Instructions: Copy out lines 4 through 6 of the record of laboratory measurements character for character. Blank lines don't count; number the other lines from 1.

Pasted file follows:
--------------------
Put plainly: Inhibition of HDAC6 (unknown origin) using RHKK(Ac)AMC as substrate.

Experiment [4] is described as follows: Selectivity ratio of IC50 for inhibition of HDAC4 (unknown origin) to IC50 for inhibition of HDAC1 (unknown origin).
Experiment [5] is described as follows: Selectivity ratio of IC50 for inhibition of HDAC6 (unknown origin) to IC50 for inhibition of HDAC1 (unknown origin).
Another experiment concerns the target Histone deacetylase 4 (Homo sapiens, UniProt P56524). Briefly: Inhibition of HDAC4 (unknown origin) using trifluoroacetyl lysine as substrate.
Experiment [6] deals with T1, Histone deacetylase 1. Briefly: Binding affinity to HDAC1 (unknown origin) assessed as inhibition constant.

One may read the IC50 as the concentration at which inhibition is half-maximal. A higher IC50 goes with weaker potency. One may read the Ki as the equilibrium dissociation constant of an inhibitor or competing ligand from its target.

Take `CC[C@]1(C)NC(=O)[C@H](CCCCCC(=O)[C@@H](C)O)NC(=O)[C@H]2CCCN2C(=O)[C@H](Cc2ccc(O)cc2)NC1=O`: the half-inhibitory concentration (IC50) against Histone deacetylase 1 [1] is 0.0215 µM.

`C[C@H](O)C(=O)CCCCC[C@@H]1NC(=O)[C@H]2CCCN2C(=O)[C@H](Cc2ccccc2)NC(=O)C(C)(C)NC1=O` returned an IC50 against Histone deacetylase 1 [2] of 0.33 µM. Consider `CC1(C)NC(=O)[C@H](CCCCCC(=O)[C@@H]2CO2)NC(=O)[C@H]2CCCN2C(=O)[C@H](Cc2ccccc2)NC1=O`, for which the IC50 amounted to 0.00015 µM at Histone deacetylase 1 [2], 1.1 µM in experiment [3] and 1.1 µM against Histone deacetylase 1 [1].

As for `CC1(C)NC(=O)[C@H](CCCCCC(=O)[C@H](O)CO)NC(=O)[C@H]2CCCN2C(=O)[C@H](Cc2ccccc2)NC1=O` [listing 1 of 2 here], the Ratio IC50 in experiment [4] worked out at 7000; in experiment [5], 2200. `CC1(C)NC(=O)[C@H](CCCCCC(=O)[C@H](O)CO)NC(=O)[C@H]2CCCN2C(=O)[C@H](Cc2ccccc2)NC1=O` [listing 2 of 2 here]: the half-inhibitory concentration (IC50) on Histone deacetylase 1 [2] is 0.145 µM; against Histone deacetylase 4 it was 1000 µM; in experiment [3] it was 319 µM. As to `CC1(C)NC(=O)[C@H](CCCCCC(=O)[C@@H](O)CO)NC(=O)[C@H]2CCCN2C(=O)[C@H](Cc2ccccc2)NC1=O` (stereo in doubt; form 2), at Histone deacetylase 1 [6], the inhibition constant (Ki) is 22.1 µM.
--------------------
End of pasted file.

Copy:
Another experiment concerns the target Histone deacetylase 4 (Homo sapiens, UniProt P56524). Briefly: Inhibition of HDAC4 (unknown origin) using trifluoroacetyl lysine as substrate.
Experiment [6] deals with T1, Histone deacetylase 1. Briefly: Binding affinity to HDAC1 (unknown origin) assessed as inhibition constant.

One may read the IC50 as the concentration at which inhibition is half-maximal. A higher IC50 goes with weaker potency. One may read the Ki as the equilibrium dissociation constant of an inhibitor or competing ligand from its target.